As she looked into the mirror and saw herself, she knew she was already beginning to diminish. She could see her walls plastered with crumpling, faded posters and shelves lined with dusty relics and framed photographs. The mirror, like a murky gray ocean, was reluctant to part away with a reflection. The sun rays merely drowned, not surfacing.

The song that came on, came out slow, hushed and garbled in a way. She knew it meant nothing and thanked the time where she would let it slip by. Life had to allow for some things to go unnoticed, for tiny fallacies to be brushed away. She moved away from the mirror and fell back on her bed. Softly, with a noise that would come close to flump. Fingers curled and pointing skywards, eyelids closed, full with sleep or tears one couldn't know. She breathed with a calm and told herself that this didn't mean anything, that memories can be thrown away like an un-welcome guest. She smiled to herself, knowing she was getting good at lying to herself.

She tripped on denial and fell into her dreams. Again.

Tuesday, October 13, 2009

Once there was a man

She landed. Her feet cut through the air with grace. And she landed. The way time had stopped and gone back to history. She arced over the ground and froze as if in a Dali.

Everything was colorless. Only darkness and light played. Only the whites. And the black of Bast. With pupils of light gleaming at you in sudden flight. The curtains fluttered on the stage. The wooden floor felt damp and soft as if the years had seeped into it and had come out as stains. The lights hung low and dim, bulbous and suspended from nowhere. They threatened to fall, blow, break and unleash darkness. But they hung, low and dim.

There sat one man. His body sinking into itself with the bones coming up for breath. He sat there on his cold chair, the chair wobbling slightly. Sharp and stinging, punishing his body for every second that he rested on it. He seemed to be rocking it with dry, heavy gasps. The light above him made him sweat. You could see his glistening forehead, hair sticking to his scalp and his eyes blinded, with shame or guilt no one knew. His face, masked with beard as his armor gave nothing away. One couldn't gauge the depth of the abyss into which he was falling. Not even by the words that were churning in his mind, waiting to be spilled and tapped.

The typewriter before him lay rusted, vestigial. The paper on which it squatted had acquired age and color. And the inkwells had begun to dry at the neck. Papers with words and lines striking each other off littered the ground beneath his table. He seemed to have written and re-written the words before letting any key hit a letter onto the paper rolled into his typewriter. The ashtray was nearing fullness, with loose strands of smoke coming from deep within. He had abandoned the habit long back. Had abandoned it like he would abandon a wanton woman.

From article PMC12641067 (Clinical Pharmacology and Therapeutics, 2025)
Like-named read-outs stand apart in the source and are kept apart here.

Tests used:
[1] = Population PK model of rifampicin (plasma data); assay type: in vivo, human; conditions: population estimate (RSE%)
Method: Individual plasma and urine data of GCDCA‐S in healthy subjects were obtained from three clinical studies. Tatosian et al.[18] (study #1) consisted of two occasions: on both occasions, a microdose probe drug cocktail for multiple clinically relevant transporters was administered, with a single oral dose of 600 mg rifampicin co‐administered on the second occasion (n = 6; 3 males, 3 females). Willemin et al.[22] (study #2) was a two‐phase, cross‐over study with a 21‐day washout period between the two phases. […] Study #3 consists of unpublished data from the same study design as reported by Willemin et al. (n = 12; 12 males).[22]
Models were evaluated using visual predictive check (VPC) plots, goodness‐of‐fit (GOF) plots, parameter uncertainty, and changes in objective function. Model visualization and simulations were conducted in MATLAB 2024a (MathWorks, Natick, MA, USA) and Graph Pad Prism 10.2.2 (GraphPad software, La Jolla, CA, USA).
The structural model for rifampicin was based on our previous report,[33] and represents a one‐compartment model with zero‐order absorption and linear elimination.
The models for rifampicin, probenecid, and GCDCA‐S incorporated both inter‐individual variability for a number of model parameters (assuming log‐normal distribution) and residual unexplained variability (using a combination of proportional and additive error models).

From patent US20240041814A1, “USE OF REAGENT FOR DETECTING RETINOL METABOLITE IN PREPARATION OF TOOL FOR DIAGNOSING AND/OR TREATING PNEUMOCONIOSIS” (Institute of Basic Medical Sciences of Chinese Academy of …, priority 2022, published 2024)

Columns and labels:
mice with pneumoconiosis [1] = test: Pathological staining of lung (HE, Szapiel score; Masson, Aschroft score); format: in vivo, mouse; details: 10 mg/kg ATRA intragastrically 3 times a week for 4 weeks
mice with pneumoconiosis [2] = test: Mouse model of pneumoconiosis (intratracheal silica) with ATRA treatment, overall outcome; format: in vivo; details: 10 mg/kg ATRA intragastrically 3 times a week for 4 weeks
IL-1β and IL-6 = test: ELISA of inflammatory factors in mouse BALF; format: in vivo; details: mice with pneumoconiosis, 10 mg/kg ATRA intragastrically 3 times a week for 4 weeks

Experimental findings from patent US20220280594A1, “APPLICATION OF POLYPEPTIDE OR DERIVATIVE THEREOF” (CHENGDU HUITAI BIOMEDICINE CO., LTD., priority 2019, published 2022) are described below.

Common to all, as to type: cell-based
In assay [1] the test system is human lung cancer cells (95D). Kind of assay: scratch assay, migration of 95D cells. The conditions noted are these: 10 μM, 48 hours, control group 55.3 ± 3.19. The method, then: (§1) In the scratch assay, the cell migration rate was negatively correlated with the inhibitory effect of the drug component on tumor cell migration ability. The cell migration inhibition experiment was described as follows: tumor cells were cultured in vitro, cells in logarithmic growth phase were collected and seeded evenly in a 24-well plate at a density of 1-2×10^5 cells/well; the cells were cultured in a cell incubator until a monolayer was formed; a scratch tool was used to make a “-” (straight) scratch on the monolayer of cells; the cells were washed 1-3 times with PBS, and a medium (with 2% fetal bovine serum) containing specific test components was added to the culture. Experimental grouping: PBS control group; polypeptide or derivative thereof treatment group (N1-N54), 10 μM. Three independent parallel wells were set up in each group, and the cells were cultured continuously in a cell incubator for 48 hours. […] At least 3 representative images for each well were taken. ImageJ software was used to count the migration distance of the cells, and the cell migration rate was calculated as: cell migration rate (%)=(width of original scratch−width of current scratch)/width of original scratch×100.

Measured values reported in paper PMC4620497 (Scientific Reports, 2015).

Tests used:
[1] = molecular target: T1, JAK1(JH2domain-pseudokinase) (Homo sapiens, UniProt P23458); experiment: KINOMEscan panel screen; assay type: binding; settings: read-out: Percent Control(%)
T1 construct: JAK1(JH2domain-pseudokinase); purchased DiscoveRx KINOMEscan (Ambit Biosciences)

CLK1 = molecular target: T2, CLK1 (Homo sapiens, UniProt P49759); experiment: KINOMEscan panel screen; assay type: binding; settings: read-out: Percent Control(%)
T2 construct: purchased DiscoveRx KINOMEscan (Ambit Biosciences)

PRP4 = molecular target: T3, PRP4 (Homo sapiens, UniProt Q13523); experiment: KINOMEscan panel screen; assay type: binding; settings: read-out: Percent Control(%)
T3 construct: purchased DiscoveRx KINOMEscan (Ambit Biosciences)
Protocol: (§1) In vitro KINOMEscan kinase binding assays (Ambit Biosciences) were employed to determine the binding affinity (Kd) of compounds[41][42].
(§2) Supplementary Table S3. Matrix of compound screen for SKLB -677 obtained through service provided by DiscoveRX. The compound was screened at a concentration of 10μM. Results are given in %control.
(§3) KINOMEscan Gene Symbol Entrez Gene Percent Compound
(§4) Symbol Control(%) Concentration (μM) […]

The old man pierced the silence with his bow and let one note creep into the hall. He sat there composed, at peace with the monochrome synchrony. It was mournful and flat on the surface. Deep within you knew the music would spring forth and engulf you with a sense of mellowness and leave you floating within. He played with a serenity found in those ready to face death. He knew nothing of the man on the stage above him. Yet you couldn't now see the man when all you could hear was that tune.

It swallowed those little globes of burning white. You no longer saw the old man and him. The bleak disappeared and gave in to snow. The square looked deserted. The grey man pointed at somewhere in the horizon. No one paid him any heed. There was no one to do so. He trudged along, his shoes making a squelching noise. His brown long overcoat made him look like an orphaned rat. He stopped before the town hall, a construction of mortar and bricks amassing the lives and glory of his times into its arena. He watched the one lone tree still blooming and breathing, with its flowers falling in a hush.

It broke loose from the tree, aided by a slight gust of wind. He looked into the mirror, saw it swaying and lilting with the breeze till it broke the glass boundaries. He looked at her with tenderness and fear. He feared he would lose his life to this fear, or her. He wanted to hold on to her and beg and plead. He would erase his past and forget his memories for her. He wanted to surrender. And then fear gripped him again. He turned away to look out of the window. He could hear her turning on the bed. He knew her hair had fallen over her face and how her breath brushed those strands before escaping into the sunlight. He remembered how they breathed into each other and he could hear their hearts thudding against bones and time.